Station Name: ROTHERHAM MASBOROUGH

[Source: Richard Siday]
Date opened: 11.5.1840
Location: On the south side of Midland Road
Company on opening: North Midland Railway
Date closed to passengers: 3.10.1988
Date closed completely: 3.10.1988
Company on closing: British Rail (Eastern Region)
Present state: Platform buildings and platforms have been demolished but the line through the station is used by, amongst others, Virgin Trains and Arriva Northern services. The main station building at street level has been converted into an Indian restaurant called 'The Orient Express'.
County: Yorkshire
OS Grid Ref: SK418928
Date of visit: Not visited
Notes: Rotherham Masborough railway station was Rotherham's main railway station from the 1840's, until most of its trains were rerouted via Rotherham Central in 1986. In its final form it had had four platform faces. two side platforms and an island, with a large sandstone station building on the eastern Platform One, large iron and glass platform canopies, a fully-enclosed
footbridge and wooden waiting rooms on the other platforms. It closed in 1988, except for a few football specials.

The station, designed by Francis Thompson, was originally opened by the North Midland Railway between Derby's Tri Junction Station and Leeds, known then as, simply, 'Masbrough', without the 'o', since Rotherham had not yet grown to surround the village. It became part of the main line to London St. Pancras and to Birmingham and the South West, a line
which avoided a direct routing through the region's main settlement of Sheffield altogether, due to difficult terrain on the prospective route south of Sheffield, by routing down the Rother Valley. At Rotherham the line passed over the Sheffield & Rotherham Railway's Sheffield Wicker to Rotherham Westgate line and a large triangle junction was built allowing trains from the north and North Midland trains to travel into Sheffield from the northeast along the Don Valley. Immediately to the north of this junction stood Rotherham Masborough station.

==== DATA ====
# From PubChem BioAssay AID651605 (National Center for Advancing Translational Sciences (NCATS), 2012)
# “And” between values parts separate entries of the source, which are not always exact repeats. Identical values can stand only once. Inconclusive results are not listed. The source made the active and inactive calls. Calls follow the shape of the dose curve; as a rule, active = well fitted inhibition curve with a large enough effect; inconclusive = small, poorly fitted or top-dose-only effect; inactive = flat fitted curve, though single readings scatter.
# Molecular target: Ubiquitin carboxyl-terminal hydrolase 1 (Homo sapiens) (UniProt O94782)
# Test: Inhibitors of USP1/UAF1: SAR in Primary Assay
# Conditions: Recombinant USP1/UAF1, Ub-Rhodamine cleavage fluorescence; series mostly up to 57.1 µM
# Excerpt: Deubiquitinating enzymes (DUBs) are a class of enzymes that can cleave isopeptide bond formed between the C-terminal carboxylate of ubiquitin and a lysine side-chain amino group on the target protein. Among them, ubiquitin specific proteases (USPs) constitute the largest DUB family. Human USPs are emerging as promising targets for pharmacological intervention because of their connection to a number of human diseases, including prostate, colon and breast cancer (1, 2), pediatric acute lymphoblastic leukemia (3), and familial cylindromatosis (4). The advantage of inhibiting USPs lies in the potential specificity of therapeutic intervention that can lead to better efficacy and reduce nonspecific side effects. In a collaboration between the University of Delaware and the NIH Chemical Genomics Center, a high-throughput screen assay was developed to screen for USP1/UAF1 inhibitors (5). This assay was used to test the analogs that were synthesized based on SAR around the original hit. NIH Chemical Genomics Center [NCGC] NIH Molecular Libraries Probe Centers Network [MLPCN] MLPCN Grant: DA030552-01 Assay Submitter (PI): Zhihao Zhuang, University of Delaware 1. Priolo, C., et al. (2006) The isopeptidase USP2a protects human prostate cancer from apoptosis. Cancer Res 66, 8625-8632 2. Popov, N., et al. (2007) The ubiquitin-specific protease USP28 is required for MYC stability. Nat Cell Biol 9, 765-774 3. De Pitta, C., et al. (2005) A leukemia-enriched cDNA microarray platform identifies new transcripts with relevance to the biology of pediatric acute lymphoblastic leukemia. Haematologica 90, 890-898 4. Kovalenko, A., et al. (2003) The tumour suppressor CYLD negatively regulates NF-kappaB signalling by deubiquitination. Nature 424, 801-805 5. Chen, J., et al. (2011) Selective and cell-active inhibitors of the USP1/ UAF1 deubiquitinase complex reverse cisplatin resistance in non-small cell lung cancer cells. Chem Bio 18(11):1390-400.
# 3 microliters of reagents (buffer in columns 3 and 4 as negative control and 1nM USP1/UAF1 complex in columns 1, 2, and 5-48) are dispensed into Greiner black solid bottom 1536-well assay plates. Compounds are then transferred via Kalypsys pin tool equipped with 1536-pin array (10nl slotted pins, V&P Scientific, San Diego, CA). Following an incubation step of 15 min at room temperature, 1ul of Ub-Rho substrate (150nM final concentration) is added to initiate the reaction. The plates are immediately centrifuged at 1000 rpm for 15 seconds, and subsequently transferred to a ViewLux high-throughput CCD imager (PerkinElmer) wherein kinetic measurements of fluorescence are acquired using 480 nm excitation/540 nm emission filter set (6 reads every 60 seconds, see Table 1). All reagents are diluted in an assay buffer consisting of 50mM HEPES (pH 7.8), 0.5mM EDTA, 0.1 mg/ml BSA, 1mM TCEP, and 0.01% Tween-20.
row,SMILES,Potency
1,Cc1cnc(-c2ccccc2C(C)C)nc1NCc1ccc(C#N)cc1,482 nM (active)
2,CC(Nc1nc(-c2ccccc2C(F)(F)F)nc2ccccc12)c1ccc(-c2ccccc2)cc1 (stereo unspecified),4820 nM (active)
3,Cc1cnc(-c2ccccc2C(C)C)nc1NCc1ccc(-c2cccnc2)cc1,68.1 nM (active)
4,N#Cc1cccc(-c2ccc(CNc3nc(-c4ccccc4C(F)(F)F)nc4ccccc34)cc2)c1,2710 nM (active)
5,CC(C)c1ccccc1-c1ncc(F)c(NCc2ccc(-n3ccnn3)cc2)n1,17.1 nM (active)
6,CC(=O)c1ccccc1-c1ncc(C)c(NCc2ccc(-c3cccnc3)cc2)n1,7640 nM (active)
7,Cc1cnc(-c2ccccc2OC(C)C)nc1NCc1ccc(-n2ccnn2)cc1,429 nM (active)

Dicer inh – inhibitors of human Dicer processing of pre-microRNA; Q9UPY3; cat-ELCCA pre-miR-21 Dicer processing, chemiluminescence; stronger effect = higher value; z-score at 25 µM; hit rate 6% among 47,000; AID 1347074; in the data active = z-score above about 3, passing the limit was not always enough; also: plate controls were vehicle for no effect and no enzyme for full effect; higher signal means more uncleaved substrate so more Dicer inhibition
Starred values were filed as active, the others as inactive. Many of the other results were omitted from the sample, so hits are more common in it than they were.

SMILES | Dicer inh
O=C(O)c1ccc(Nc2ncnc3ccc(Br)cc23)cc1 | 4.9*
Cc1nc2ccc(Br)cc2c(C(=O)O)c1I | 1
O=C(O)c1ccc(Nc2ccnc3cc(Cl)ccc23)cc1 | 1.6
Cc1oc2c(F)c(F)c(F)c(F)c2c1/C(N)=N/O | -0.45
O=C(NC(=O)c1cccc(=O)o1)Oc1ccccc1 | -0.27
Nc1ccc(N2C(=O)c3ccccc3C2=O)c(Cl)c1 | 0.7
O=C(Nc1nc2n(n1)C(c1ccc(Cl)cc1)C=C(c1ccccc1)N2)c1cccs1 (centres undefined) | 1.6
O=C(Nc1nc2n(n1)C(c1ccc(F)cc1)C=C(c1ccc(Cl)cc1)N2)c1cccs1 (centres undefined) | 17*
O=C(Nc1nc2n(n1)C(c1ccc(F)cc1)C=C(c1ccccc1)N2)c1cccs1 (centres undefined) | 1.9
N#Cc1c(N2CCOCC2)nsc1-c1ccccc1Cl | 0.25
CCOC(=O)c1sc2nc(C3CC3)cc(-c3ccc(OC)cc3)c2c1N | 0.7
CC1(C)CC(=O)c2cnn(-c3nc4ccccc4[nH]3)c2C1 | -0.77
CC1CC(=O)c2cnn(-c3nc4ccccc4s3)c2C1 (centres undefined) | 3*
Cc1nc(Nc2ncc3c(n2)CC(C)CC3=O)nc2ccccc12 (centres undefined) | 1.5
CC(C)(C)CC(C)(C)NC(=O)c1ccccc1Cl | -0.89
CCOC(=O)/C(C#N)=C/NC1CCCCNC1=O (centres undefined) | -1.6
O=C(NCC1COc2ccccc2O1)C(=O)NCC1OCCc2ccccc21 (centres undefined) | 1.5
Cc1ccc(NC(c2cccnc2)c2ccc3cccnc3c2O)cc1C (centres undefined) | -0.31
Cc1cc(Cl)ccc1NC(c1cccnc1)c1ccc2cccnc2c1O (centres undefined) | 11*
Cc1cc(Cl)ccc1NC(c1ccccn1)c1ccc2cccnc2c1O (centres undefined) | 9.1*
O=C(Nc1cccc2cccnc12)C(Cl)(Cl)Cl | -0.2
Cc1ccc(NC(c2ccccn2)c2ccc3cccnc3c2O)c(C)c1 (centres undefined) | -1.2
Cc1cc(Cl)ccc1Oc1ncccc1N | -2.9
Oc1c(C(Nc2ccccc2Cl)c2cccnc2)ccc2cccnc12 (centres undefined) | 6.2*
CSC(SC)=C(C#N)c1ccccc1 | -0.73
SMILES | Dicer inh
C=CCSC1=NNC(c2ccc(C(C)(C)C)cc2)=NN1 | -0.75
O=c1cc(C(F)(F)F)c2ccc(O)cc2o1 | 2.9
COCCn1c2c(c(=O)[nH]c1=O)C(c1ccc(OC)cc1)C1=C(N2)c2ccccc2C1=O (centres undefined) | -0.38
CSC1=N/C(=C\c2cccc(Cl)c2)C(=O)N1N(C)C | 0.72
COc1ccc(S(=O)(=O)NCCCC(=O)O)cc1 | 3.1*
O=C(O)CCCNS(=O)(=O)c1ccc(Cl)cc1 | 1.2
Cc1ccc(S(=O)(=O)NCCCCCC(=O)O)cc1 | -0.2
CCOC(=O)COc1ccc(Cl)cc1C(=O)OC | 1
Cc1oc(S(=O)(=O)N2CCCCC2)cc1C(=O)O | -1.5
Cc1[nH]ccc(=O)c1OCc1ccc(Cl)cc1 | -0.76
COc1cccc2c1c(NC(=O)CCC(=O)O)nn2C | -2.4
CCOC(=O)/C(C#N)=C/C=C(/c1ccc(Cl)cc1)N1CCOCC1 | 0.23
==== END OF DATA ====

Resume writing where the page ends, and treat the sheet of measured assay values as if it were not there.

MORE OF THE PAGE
As built, the station had two short staggered platforms with the main station buildings on the up side; the down platform was an island. A goods shed and sidings stood at the north end of the up platform. By the early 20th century both platforms had been extended and were now facing and spanned by a footbridge. The goods shed had been demolished and replaced with a single livestock siding and pens replacing earlier livestock pens a short distance to the north. By the 1920s the station had been further expanded with another side platform on the down side.

The name was changed to Masborough & Rotherham on 1 May 1896 and again to Rotherham (Masborough) on 1 April 1908.

In the late 1850's, Sheffield was finally linked with Chesterfield, allowing Midland Main Line trains to call at the newly-opened Sheffield Midland station on their way north, passing back on to North Midland metals via the Sheffield & Rotherham.. As late as the 1940's some long distance passenger trains still used to original Chesterfield - Rotherham 'old road', avoiding Sheffield and calling at Rotherham. Other ex-London expresses would slip a coach at Rotherham until this practice was discontinued nationally from the 1930's onwards. The corresponding up working would involve the coaches being worked to Sheffield Midland by a local train and the attached to a London express there. Up until the 1980's the odd London-Leeds express train would call at Masborough.